deviations are small, due to multiple reflections and reflection losses.)
4. Using the following equation, calculate the unknown impedance.
Z = 50/(2V0/Vx - 1) where Z is the unknown impedance,
V0 is the peak amplitude produced by the 50- ohm reference
impedance, and Vx is the peak amplitude at the time of reflection.
Waveform obtained with 125-ohm cable and 50-ohm system. (upper)
5. Test connections using generator with conventional scope. (lower)
Using Conventional Oscilloscopes
generator is often used with a sampling oscilloscope, and generator
and oscilloscope manuals describe the procedure. However, a pulse generator
can also be used with conventional triggered oscilloscopes. Fig. 5 shows
the test connections.
Internal triggering is convenient since
no external triggering connections are required. However, with external
triggering it is possible to observe the shaping and amplification of
a signal pulse in the circuits of a device under test without resetting
the oscilloscope triggering controls for each observation. If the external
triggering signal is derived from the waveform at the input circuit
of the device under test, the time relationship and phase between the
output and input waveforms may be seen and compared on the oscilloscope
If the signal from the test device is fast-rise non-repetitive
or has a low duty cycle, the oscilloscope used in this setup must have
an internal delay line so that the leading edge of the single waveform
can be readily observed on the scope.
Tektronix Type 109 pulse generator has rise time of under 0.25 nanoseconds.
One of the drawbacks to a conventional oscilloscope is that the
frequency response of the test device may fall outside the bandwidth
limitations of the vertical amplifier system of the oscilloscope. In
some cases, the output signal from a device under test can be observed
by direct connection through coupling capacitors to the vertical deflection
plates of a conventional oscilloscope. Thus, the limited bandwidth of
the oscilloscope vertical amplifier can be bypassed.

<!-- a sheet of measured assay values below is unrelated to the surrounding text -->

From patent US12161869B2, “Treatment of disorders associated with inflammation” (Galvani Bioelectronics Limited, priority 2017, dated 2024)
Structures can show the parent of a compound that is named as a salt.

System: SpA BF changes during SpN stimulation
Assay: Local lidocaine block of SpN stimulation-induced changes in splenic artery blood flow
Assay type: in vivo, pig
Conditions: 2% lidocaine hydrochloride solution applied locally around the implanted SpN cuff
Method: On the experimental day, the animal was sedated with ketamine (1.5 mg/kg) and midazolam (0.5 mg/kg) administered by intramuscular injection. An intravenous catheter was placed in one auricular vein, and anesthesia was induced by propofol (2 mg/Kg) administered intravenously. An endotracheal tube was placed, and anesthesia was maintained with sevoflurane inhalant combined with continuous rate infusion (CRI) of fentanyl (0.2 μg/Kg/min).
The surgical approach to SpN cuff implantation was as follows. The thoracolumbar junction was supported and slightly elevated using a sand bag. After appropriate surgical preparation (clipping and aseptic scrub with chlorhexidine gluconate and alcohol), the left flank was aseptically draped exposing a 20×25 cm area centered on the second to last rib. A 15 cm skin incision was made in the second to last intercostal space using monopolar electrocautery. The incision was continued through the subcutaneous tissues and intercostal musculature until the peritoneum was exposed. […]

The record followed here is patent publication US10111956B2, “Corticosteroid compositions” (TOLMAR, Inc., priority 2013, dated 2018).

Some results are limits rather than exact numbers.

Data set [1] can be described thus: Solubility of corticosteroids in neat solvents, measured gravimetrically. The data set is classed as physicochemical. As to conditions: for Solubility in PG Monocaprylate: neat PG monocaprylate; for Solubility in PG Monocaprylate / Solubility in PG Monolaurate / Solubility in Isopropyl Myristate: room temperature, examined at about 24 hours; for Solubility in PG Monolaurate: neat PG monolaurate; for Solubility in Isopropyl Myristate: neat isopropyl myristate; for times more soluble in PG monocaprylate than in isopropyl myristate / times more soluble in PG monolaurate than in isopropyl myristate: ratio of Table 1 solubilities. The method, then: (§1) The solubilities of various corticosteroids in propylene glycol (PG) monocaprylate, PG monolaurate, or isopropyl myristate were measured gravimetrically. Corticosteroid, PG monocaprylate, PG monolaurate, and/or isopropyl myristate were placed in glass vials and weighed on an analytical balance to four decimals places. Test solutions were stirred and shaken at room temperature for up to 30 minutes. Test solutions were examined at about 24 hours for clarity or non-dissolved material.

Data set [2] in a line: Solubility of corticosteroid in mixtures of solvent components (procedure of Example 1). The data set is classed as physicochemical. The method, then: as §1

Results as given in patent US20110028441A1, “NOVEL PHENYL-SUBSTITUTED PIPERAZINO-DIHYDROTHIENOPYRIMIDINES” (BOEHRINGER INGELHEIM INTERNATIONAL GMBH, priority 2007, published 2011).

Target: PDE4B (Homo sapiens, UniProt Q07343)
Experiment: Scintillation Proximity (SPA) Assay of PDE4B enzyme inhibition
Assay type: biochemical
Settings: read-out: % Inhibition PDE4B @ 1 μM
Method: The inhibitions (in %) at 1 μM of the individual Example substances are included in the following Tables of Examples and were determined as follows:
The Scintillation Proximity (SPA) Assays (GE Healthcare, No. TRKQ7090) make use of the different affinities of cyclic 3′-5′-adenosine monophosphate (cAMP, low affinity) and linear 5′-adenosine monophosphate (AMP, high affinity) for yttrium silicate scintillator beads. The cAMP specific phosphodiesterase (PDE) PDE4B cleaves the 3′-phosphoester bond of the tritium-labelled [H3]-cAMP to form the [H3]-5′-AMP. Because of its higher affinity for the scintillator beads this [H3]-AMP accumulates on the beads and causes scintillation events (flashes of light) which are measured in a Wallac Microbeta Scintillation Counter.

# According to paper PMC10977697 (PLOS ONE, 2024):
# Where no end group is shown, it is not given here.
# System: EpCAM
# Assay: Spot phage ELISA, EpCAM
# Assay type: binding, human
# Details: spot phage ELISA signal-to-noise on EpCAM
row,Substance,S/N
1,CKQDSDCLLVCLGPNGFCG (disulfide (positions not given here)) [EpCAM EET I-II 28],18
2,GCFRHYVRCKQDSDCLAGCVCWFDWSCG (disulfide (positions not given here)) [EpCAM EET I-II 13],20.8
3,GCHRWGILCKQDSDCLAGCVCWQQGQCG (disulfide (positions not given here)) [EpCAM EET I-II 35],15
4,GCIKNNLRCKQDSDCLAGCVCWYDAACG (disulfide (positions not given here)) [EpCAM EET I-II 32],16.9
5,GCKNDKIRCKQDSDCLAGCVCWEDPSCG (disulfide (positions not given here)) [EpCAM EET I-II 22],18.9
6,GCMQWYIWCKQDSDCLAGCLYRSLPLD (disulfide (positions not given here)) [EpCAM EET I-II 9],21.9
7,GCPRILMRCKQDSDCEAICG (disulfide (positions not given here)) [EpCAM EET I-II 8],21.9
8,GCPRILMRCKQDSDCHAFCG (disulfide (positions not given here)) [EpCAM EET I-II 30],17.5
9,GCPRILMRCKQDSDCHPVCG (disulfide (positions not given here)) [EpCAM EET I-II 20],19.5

factors pertaining to the vertical deflection-plate system must be considered
for pulse measurement: d.c. operating potential of the plates, lead
inductance, deflection-plate capacitance, transit-time limitations,
delay lines, and deflection factor.
A typical circuit for direct
a.c. coupling to the vertical plates is shown in Fig. 6. This circuit
permits the internal vertical amplifier of the oscilloscope to be bypassed
but still allows the normal d.c. operating and positioning voltages
to be applied to the deflection plates from the internal vertical amplifier.
However, when using this circuit, a high-quality external delay line
must be used. This will retard the pulse sufficiently to get it on the
The values of R1 and R2 are found by solving the equation
given in Fig. 6. The resonant frequency (F0) of the leads
and the capacitance of the deflection plates (CD) for use
in the equation may be determined by the following procedure:
1. Turn off the oscilloscope power.
vertical amplifier leads from the CRT neck pins. (A convenient method
of connecting to the deflection-plate pins is to use clips removed from
a miniature tube socket.)
3. Cut a wire loop equal in length
to the total length of C1, C2, R1, R2, R3, and R4.
substitute the wire loop for the components between the vertical deflection-plate
5. Bring a grid-dip meter near the loop and measure the
resonant frequency (F0)
6. Remove the wire loop.
7. With a capacitance meter, measure the total capacitance between
the plates (CD) at the deflection-plate neck pins. (Capacitance
between the plates can also be found by referring to the specifications
of the oscilloscope.)
Tektronix Type R116 pulse generator.
Since the deflection plates are located close to the path of the
electro beam, a small amount of current will flow in the deflection-plate
circuits The values of R3 and R4 must be low enough so that this current
will not produce a large voltage drop at the deflection plates. If the
resistors are too large, distortion, defocusing, or positioning difficulties
may be experienced. Since the deflection-plate current varies non-linearly
with the position of the beam, the effects are most noticeable when
the beam is positioned near the top or bottom of the screen. The approximate
value of 100,000 ohms that is given for R3 and R4 will probably be satisfactory
in most cases.
C1 and C2 should be physically small to minimize
lead inductance. The values of C1 and C2 are selected on the basis of
the required low-frequency response and may be calculated from the equation
given in Fig. 6. (Fc is the low-frequency cut-off.) For example,
if R3 and R4 are 100,000 ohms and if the desired Fc is about
1.6 kHz. C1 and C2 should be 0.001 µF.
The stub cable that connects
to terminating resistor R0 should be long enough so that
if a double-transit reflection appears, it can be easily identified
and corrected by adjustment of the termination.
For making vertical
measurements with the test setup, the deflection factor of the oscilloscope
must be known. This can be measured as follows:
1. While the
leads from the vertical amplifier are connected to the deflection-plate
neck pins, connect a d.c. voltmeter between the pins.
the voltage change as the beam is positioned vertically over the full
height of the graticule.
3. Divide this voltage excursion
by the graticule height in divisions to obtain the deflection factor
(Many of the diagrams and techniques
described above are based on information from Tektronix, Inc. and Hewlett-Packard.
Fig. 6. Circuit for coupling to vertical